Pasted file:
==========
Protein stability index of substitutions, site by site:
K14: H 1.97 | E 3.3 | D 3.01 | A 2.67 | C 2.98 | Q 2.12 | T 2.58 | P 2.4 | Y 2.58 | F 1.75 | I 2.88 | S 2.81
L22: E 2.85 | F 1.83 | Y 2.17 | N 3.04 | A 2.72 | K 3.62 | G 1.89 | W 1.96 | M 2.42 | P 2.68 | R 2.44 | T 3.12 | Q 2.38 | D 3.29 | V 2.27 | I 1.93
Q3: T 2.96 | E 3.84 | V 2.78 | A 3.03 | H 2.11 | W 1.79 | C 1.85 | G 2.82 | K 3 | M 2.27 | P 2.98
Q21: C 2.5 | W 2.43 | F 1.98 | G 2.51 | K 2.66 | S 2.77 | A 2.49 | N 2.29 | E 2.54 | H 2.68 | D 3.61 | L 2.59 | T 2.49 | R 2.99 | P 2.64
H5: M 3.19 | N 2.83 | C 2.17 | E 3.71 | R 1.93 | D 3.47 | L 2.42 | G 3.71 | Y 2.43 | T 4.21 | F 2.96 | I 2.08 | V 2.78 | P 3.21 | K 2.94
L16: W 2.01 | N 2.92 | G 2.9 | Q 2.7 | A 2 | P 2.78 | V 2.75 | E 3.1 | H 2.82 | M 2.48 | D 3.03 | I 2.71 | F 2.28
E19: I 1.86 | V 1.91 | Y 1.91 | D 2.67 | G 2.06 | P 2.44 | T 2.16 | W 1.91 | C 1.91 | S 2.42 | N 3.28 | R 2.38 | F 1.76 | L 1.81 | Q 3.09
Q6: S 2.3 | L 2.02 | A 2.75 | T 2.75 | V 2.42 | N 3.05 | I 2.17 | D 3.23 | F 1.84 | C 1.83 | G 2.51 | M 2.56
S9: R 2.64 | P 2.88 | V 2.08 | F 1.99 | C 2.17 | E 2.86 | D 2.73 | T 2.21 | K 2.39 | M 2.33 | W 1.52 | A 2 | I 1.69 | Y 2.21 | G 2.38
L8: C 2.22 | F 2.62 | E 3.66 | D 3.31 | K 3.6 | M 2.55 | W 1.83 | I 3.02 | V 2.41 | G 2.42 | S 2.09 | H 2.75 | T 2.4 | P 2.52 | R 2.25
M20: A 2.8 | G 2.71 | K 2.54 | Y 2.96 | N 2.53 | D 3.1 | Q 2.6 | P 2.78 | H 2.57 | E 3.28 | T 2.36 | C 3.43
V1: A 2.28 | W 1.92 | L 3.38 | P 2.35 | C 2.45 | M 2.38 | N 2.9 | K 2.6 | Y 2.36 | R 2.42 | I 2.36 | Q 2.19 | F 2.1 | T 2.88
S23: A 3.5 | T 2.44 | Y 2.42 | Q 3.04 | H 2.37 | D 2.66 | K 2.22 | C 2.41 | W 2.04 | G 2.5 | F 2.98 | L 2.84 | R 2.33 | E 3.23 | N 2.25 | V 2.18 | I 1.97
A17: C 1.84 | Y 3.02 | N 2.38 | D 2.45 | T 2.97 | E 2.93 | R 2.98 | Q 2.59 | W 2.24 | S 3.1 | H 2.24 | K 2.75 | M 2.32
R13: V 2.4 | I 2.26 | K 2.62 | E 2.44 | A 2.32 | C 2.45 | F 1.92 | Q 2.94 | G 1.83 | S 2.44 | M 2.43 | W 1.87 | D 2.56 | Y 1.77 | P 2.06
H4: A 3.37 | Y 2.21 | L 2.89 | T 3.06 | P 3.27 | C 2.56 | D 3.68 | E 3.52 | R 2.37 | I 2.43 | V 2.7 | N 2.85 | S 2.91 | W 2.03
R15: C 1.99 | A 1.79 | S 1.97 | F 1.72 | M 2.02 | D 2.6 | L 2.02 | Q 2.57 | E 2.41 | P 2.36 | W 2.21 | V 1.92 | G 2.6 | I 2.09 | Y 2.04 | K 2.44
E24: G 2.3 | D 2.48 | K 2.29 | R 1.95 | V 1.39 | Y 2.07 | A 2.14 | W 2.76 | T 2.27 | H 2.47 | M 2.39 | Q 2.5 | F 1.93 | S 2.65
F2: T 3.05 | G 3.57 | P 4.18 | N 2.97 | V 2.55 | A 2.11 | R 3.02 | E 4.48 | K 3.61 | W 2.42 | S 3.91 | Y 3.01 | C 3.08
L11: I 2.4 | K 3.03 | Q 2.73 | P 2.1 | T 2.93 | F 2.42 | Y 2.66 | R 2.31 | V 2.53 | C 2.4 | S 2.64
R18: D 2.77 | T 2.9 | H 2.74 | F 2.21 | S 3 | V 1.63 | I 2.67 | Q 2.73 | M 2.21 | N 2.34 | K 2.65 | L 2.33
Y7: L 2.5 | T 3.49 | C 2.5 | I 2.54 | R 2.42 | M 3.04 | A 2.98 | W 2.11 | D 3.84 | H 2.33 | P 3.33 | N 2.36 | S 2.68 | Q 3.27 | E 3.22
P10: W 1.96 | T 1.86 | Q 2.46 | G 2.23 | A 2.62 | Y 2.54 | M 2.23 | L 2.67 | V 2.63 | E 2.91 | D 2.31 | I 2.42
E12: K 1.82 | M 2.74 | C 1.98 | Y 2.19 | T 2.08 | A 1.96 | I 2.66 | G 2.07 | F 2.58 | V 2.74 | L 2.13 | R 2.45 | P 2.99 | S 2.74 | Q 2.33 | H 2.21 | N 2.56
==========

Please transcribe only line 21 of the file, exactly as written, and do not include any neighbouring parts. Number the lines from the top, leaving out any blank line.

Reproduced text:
L11: I 2.4 | K 3.03 | Q 2.73 | P 2.1 | T 2.93 | F 2.42 | Y 2.66 | R 2.31 | V 2.53 | C 2.4 | S 2.64